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Supply Chain Top Trends In 2017

What will the next 12 months bring for supply chains?

22Nov

With 2016 coming to a close, we can reflect on a year dominated by anti-trade political movements, from Brexit to Trump, with protectionism dominating the agenda and gaining a huge groundswell of public support that leaves supply chain managers operating in a period of real uncertainty.

The next year will see many challenges for supply chains, and new ways of working and business imperatives that professionals will have to adjust to. There will, however, also be new and advancing technologies entering the market to confront them. We’ve outlined some of the changes that supply chain managers are going to be dealing with, and the tools they will have.

Clean Label Increasingly Important

The ‘clean label’ movement has really gained momentum over the past few years, with social media in particular providing a platform to share stories and pressure companies into ensuring they have a sustainable supply chain. Millennials especially have gained a new impetus, looking for fewer processed and artificial inputs in their products. In a global survey of Gen Yers earlier this year, 87% said they believe ‘the success of a business should be measured in terms of more than just its financial performance,’ and as the most desirable consumer group, their voice means something.

As a result, companies are being forced to better understand their supply chains and be transparent with environmental and social issues. Levi Strauss & Co. for example, recently announced that it will push its suppliers to avoid petroleum-based materials, joining others such as Timberland in their attempts to achieve zero hazardous chemical waste in their supply chain by 2020. Next year, we will likely see many companies join them, with more Millennials joining the workforce and increasing their spending power.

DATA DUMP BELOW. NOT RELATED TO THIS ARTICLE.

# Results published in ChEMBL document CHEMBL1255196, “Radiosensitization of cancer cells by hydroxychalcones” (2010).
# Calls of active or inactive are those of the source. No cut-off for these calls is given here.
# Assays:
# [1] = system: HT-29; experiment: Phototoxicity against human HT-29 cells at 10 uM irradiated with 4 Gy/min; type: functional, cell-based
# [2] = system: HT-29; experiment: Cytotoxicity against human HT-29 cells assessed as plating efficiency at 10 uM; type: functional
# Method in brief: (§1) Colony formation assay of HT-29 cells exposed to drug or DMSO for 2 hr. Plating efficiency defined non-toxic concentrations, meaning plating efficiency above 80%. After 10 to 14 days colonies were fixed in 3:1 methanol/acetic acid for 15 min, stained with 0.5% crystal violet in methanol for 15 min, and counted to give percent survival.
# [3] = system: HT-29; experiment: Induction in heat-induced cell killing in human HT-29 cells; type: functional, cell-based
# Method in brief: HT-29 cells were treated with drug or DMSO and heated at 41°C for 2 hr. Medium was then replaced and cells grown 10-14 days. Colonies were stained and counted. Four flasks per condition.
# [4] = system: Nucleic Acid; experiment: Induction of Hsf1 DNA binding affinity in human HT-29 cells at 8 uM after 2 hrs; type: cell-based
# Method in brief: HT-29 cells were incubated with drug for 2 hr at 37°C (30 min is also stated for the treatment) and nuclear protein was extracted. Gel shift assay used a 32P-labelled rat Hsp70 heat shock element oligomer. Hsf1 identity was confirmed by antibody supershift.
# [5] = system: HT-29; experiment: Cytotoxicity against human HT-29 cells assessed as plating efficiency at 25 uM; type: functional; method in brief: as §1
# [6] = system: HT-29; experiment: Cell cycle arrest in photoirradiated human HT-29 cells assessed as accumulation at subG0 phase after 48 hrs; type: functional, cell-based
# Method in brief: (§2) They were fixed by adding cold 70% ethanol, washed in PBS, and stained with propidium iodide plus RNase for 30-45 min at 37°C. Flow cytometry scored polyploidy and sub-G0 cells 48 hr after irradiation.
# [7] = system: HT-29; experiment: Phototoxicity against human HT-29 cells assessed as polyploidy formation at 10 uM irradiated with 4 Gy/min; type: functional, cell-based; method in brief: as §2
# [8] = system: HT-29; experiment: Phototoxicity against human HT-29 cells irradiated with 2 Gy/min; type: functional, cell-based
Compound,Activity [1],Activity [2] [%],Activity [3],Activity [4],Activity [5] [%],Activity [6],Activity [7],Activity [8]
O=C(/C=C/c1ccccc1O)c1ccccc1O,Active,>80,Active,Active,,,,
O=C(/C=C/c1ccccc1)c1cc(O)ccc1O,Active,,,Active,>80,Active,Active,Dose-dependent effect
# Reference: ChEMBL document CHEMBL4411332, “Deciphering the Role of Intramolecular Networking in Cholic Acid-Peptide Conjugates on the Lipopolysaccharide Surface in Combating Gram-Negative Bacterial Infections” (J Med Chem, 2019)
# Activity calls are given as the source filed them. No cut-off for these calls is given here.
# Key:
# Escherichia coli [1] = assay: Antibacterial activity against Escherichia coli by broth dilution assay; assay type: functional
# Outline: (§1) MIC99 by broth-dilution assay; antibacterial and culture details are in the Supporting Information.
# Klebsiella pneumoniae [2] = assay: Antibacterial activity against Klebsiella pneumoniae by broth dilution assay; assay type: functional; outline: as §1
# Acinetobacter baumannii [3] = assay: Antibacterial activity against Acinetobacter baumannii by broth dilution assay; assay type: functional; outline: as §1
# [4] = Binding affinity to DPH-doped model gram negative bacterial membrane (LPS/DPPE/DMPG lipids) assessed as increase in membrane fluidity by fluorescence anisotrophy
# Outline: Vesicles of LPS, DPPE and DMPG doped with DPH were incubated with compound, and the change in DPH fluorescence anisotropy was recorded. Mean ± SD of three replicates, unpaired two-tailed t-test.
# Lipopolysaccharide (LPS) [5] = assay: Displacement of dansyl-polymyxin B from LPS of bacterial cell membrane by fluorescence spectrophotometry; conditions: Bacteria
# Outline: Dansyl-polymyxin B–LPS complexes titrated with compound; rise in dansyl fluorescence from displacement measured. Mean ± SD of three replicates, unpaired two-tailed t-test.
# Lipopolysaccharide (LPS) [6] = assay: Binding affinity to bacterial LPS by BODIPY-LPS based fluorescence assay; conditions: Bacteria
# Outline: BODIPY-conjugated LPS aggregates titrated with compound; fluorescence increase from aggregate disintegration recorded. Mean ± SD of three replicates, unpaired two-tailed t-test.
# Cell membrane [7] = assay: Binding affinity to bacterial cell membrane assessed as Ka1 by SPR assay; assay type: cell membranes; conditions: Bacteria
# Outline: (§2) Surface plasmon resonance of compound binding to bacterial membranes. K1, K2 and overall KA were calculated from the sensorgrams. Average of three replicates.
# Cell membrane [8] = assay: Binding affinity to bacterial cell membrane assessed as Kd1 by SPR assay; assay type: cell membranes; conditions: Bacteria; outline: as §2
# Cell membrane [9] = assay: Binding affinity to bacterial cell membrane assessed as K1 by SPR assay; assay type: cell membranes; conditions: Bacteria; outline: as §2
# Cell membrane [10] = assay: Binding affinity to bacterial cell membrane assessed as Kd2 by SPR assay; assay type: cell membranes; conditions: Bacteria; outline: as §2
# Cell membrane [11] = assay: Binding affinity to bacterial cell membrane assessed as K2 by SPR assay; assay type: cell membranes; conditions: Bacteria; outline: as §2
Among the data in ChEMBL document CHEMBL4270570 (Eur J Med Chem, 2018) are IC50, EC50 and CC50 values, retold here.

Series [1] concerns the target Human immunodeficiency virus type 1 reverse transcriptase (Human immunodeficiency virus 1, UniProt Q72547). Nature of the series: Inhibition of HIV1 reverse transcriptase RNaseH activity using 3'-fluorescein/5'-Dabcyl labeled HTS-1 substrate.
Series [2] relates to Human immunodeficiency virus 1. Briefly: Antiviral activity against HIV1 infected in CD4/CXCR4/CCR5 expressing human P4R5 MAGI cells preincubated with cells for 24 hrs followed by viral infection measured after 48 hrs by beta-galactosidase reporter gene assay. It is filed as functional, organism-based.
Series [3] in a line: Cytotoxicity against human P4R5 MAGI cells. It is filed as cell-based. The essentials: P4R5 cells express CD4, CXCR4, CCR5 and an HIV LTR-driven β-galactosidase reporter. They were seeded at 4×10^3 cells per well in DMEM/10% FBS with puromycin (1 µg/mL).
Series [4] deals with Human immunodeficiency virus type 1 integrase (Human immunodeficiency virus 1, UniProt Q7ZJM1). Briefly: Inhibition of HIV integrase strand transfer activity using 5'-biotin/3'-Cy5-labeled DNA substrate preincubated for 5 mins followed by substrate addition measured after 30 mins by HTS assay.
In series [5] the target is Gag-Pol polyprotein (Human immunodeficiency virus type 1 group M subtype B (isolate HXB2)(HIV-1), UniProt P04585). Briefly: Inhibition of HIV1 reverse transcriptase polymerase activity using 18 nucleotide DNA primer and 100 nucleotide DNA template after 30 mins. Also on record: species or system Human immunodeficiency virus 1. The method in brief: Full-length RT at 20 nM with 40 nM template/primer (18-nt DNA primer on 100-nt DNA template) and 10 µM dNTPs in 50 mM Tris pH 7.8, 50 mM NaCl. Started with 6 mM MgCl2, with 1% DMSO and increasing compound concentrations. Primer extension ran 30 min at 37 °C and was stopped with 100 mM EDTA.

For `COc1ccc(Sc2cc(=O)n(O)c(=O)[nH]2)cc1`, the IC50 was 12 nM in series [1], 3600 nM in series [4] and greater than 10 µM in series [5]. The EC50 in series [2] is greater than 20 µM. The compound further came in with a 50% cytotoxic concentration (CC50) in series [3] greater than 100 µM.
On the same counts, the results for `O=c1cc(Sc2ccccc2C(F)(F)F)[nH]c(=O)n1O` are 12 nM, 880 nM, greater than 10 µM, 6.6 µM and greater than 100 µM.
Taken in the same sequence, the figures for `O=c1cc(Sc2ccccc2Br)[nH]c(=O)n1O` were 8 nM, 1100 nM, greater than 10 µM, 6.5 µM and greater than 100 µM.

The Rise And Rise Of Blockchain

The hype around blockchain this year has been meteoric, and this will only increase in 2017. Blockchain is the technology behind Bitcoin. It is a cryptographically secure public register of transactions operated by a decentralized peer-to-peer network that has implications for every industry, and its implications for transparency will help few areas more than supply chain. Indeed, Jerry Cuomo, IBM’s vice president for blockchain, has argued that, ‘Supply chain is the most likely application for the technology after financial services.’

We have already seen blockchain technology adopted by a number of supply chains, who have recognized that it can provide added level of trust that it provides - particularly important in establishing provenance of products so that you can best verify their quality and sustainability.

Provenance ensures transparency in supply chains by providing all physical products with a record authenticating its origins and is vital to the quality and value of many products. IBM’s new Everledger service uses the company’s LinuxOne system to allow supply chain customers to build and test blockchains in a secure cloud. This protects everyone involved against theft, counterfeiting, and other forms of corruption. Everledger Chief Executive Officer and Founder Leanne Kemp noted in a statement that, ‘When you are in the business of provenance, secured records, access and transparency are everything. There is no compromise when it comes to security and one cannot underestimate the expertise required to enable this. Having the opportunity to build, test, scale and refine Everledger on IBM Blockchain, underpinned by a security-rich infrastructure, is a game changer. It has accelerated our ability to move fast and deliver the most innovative solutions to our partners internationally and confidentially.’

Move To 3PL